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Klaus Schulze

Progressive Electronic

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Klaus Schulze Inter*Face album cover
2.84 | 52 ratings | 3 reviews | 10% 5 stars

Good, but non-essential

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Studio Album, released in 1985

Songs / Tracks Listing

1. On The Edge (7:58)
2. Colours In The Darkness (9:12)
3. The Beat Planante (7:24)
4. Inter*Face (24:49)

Total Time: 49:34

Bonus tracks on 2006 re-issue:
5. The Real Colours In The Darkness (12:02)
6. Nichtarische Arie (A Not So Hidden Track) (13:47)

Line-up / Musicians

- Klaus Schulze / keyboards, producer

- Ulli Schöber / congas, timpani, gong

Releases information

Artwork: Stefan Böhle with Klaus Schulze

LP Brain- 827 673-1 (1985, Germany)

CD Manikin- MRCD 7027 (1997, Germany)
CD Revisited Rec. - REV 059 (2006, Germany) With 2 bonus tracks

Thanks to memowakeman for the addition
and to Quinino for the last updates
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KLAUS SCHULZE Inter*Face ratings distribution

(52 ratings)
Essential: a masterpiece of progressive rock music(10%)
Excellent addition to any prog rock music collection(23%)
Good, but non-essential (44%)
Collectors/fans only (10%)
Poor. Only for completionists (13%)

KLAUS SCHULZE Inter*Face reviews

Showing all collaborators reviews and last reviews preview | Show all reviews/ratings

Collaborators/Experts Reviews

Review by ZowieZiggy
3 stars Since the previous album from Klaus was a total mess up ("Aphrica"), there was only one possibility for the great man: to release some better music through the means of this "Inter*Face". Since it was not a daunting task, I can only be disappointed by this work as well. Of course, not in the same proportions (this is impossible, really), but since the great "Mirage", I have been quite let down to say the least.

Wonderful ambient and spacey moments are alien to most of this work (except the title track). It is much more a straight and upbeat experience. Compared with the splendid works from the seventies, it is of course very shy.

Still, I could find my way when listening to "Colours In The Darkness" which holds some very good keys passages. I would just mention that I would have loved that the partnership between Klaus and Mike Shrieve would have been prolonged. The great drummer I truly love would have brought some more depth and skills in here. Some musical input at least. The guy "in charge" here is just accompanying, at ease, with no implications at all.

This is not a great album I'm afraid. I understand that an artist can't always be on top of his creative sensibility, but it always hurt me.

"Interface" is just a decent elevator stuff for most of the album. Not bad, but not great at all either. All hopes are targeted to the title and epic track and to some extent, it holds the promises. The beauty of some earlier and great albums is finally emerging. Melodic keyboards, splendid musical landscapes, ethereal and pure sounds. It is a true trip back to ancient (though recent - are you following me?) times.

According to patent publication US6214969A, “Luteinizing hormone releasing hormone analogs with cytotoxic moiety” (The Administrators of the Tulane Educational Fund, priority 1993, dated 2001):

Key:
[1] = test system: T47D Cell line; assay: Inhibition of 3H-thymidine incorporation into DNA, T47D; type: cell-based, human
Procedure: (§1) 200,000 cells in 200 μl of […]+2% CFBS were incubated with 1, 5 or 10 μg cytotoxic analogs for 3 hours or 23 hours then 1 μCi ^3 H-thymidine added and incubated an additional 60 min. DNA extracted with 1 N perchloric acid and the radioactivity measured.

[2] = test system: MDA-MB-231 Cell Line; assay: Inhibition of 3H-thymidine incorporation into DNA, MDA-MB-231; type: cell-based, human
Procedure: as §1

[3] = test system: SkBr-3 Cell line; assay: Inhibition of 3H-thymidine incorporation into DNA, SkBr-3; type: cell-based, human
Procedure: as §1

Needless to say that I quite love this! This song only, makes this album a good one to tell the truth. Klaus should have been inspired to have produced an epic album only. Forty-five minutes of this great moment would have deserved a four stars rating. But since it is only bringing some balance into the whole, I can't really go over three stars. But only thanks to this wonderful "Inter*Face" title song.

Three stars.

Review by Bonnek
SPECIAL COLLABORATOR Honorary Collaborator
2 stars If anyone needed any further proof how most 70's artist had a hard time adapting to the 80's, then Schulze's Interface has ample material for that. Luckily there's still much to enjoy.

The synth pop of On The Edge is horrible. Not because synth pop is unworthy music but simply because it is done very poorly here. One of Schulze's rare cheese moments.

On Colours In The Darkness, the result is entirely different and spot on this time. If you would be curious how vintage Schulze could merge with haunting new wave atmospheres then this is the place to be. The drum programming is adequate here and the minimal sequencing blends nicely into the 80's no-nonsense attitude. Schulze adds big orchestral synth waves on top of it. Great piece, a tad too long maybe.

The Beat Planante isn't very inspired, and the dull beat doesn't do the track justice.

The title track returns to his 70's trademark sound. Spacey effects, warm sounds; the way the fans like it. But more important for me is that it is actually pretty good, not stellar, but good enough to deserve a place in a fan's Schulze cabinet. The unobtrusive percussion isn't as good as it was on X or Trancefer, but you would hardly notice it if this track had been on X. Again it turns out to be too long though.

With 2 deserving pieces that overstay their welcome, Interface is a 2.5 star album that isn't good enough to be rounded up.

Latest members reviews

3 stars I own this album on tape from a couple of years in my collection and I did not buy the CD. The reason is that it's not an astonishing piece of art. Why is that?? Because Klaus Schulze, the magician of sound in electronic music, simply goes on rhythmic music here!!! The music is simplis ... (read more)

Report this review (#238094) | Posted by Sachis | Tuesday, September 8, 2009 | Review Permanlink

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